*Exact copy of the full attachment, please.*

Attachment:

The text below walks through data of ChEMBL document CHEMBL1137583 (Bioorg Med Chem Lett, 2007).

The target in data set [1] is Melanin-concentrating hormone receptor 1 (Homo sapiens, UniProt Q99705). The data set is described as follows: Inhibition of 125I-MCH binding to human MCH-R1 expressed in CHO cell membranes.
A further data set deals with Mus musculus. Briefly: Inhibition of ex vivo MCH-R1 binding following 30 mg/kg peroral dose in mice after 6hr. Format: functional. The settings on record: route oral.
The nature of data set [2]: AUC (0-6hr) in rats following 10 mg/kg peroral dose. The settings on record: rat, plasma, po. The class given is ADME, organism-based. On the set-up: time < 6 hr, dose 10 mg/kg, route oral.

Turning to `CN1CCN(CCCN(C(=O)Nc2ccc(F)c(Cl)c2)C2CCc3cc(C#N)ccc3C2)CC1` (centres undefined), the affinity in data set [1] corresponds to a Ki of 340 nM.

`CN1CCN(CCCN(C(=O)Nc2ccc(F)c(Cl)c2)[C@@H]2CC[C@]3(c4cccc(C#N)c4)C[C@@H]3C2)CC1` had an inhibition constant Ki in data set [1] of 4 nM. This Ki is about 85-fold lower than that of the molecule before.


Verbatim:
The text below walks through data of ChEMBL document CHEMBL1137583 (Bioorg Med Chem Lett, 2007).

The target in data set [1] is Melanin-concentrating hormone receptor 1 (Homo sapiens, UniProt Q99705). The data set is described as follows: Inhibition of 125I-MCH binding to human MCH-R1 expressed in CHO cell membranes.
A further data set deals with Mus musculus. Briefly: Inhibition of ex vivo MCH-R1 binding following 30 mg/kg peroral dose in mice after 6hr. Format: functional. The settings on record: route oral.
The nature of data set [2]: AUC (0-6hr) in rats following 10 mg/kg peroral dose. The settings on record: rat, plasma, po. The class given is ADME, organism-based. On the set-up: time < 6 hr, dose 10 mg/kg, route oral.

Turning to `CN1CCN(CCCN(C(=O)Nc2ccc(F)c(Cl)c2)C2CCc3cc(C#N)ccc3C2)CC1` (centres undefined), the affinity in data set [1] corresponds to a Ki of 340 nM.

`CN1CCN(CCCN(C(=O)Nc2ccc(F)c(Cl)c2)[C@@H]2CC[C@]3(c4cccc(C#N)c4)C[C@@H]3C2)CC1` had an inhibition constant Ki in data set [1] of 4 nM. This Ki is about 85-fold lower than that of the molecule before.